As tribal children face discrimination, there is some who find a way out
Vol 5 | Issue 16
There is very little that is hopeful about Resettlement Colony 3, home to the Sahariya tribals of Amola village in Madhya Pradesh’s Shivpuri block, who had been displaced by the Manikheda Dam.
The landscape is rocky, and the cluster of sheds that houses them is just a collection of unwelcoming squares of brick and cement.
“The Manikheda dam on the Sindh river washed away our homes, our fields – our lives. For us, coming here has been like coming to hell,” reveals Ramhet Sahariya, a community leader.
Thanks to the Bal Adhikar Kendra network, many children are going to school (Photo: Pamela PhiliposeWFS)
If the move was difficult for the adults, it was nothing short of catastrophic for the children. Living in Resettlement Colony 3 is one very unhappy little girl.
Nima is 13 and has studied up to Class Seven. But then she fell ill with a cough that just would not go away despite the cough syrups her father spent precious money on, each time he went into town. No one knows why Nima’s cough persists but some suspect it could be tuberculosis, a common condition among the Sahariyas.
“Because of my cough, Madamji has cut off my name from the school register and I cannot go to school any longer,” Nima whispers, as tears well up in her large eyes.
Would Nima’s health have been better if she and her family had not been bundled up and discarded in this resettlement colony located off a highway down which trucks bound for Agra trundle past in a cloud of dust?
The Sahariya tribals of Madhya Pradesh, one of India’s most marginalised communities, have been subjected to upheavals of all kinds caused by widespread poverty, continuing deforestation and project related displacement.
It is their children who have suffered the most as a consequence, whether it is in terms of poor nutrition, interrupted schooling, or indifferent health.
Observes Raghvendra Singh of Parhit Samaj Sevi Sanstha, a Gwalior-based organisation working with Sahariya tribals as part of an ActionAid supported programme evocatively titled, Freedom from Hunger and Fear Campaign (FHFC), “This campaign focused on the Sahariya community and we quickly realised that Sahariya children needed special attention.
“So we set up Bal Adhikar Kendras, or child rights resource centres, equipped with books, games and sports equipment, so that community children can get together, have fun, and talk about things that touched their lives.”
Today, there are 88 such centres with a combined membership of 2474 children, 1165 of whom are girls.
How did the children themselves respond to the Bal Adhikar Kendras? Puran Singh Adivasi and Raju Adivasi, both 13 years old, are involved with the Kendra activities of their village of Dongarpur in Shivpuri’s Kolaras block.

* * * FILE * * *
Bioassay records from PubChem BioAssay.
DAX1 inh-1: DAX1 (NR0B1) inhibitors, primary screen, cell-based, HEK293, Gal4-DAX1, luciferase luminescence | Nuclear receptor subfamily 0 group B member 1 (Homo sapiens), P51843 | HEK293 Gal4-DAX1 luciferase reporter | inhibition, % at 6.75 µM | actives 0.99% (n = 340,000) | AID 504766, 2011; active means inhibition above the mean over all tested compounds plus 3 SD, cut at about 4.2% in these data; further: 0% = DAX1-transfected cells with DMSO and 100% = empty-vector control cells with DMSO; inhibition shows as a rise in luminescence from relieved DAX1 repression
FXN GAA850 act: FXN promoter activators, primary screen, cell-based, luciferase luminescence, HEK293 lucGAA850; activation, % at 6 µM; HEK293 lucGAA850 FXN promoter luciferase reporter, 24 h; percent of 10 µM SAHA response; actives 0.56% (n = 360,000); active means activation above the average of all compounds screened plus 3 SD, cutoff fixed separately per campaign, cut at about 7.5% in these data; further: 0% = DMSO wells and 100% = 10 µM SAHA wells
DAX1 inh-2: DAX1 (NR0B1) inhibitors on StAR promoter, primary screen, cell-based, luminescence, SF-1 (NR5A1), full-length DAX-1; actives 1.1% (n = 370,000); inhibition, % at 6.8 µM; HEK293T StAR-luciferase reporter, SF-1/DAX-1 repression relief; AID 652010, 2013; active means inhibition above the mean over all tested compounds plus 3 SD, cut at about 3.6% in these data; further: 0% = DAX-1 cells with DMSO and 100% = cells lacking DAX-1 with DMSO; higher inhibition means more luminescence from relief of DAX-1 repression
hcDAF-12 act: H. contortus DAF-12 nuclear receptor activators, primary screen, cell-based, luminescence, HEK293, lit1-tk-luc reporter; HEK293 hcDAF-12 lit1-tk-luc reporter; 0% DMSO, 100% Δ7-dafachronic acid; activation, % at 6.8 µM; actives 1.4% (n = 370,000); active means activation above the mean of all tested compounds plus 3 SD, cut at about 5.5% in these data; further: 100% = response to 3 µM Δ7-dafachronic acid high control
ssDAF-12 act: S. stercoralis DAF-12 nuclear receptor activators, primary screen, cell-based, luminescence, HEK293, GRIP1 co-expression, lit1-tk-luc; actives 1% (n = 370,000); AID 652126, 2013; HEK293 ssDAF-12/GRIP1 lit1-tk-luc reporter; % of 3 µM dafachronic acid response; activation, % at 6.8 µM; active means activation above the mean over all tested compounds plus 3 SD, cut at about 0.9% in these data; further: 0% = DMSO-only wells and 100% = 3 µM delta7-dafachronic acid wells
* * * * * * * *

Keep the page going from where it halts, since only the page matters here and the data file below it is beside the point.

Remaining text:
They now understand that child rights include their right to nutritious food, education, development and clean surroundings. “We meet regularly, take part in games, write and sing songs, as well as stage plays. We also know why toilets are important and why we need to wash our hands before we eat,” says Puran.
Raju, meanwhile, sings a song that the children of his centre have composed, “Gaon ke bachche padte rehna, padte rehna, padte rehna – children of the village keep studying, keep studying, keep studying…”
In a situation where children like Nima drop out of school regularly, the urgency in his melodious voice strikes a poignant note.
Many Sahariya children face issues of untouchability and discrimination at school. Reveals Kaliram Adivasi, 12, of Dongarpur village, “Those who served the mid day meal would give us food from far (door se khana dete the).”
With the Sahariya children now empowered to speak out, such behaviour could be brought to the notice of the authorities.
According to Raghvendra Singh, a case of untouchability was even taken to the National Commission for Protection of Child Rights (NCPCR) for action.
Most of the children in the villages where FHFC is active are going to school nowadays, thanks to the Bal Adhikar Kendra network. In fact, it is the children who have helped to identify those among them who are not in school, or those whose parents are considering marriage for their under-aged daughters.
Self-confidence among these youngsters has also grown. Arjun, for instance, has gone on many trips and reels out the list using the tips of his fingers, “I have been to Pichour, Sipri, Bhopal - and also remember attending a big meeting in Hyderabad.”
According to Umesh Vashisth of the Centre for Integrated Development, another organisation associated with the FHFC, Sahariya children demonstrate a keen sense of the environment, identifying trees by their leaves and different forest birds. “One of these children even attended the Rio Plus 20 meet in 2012,” he elaborates. - Women's Feature Service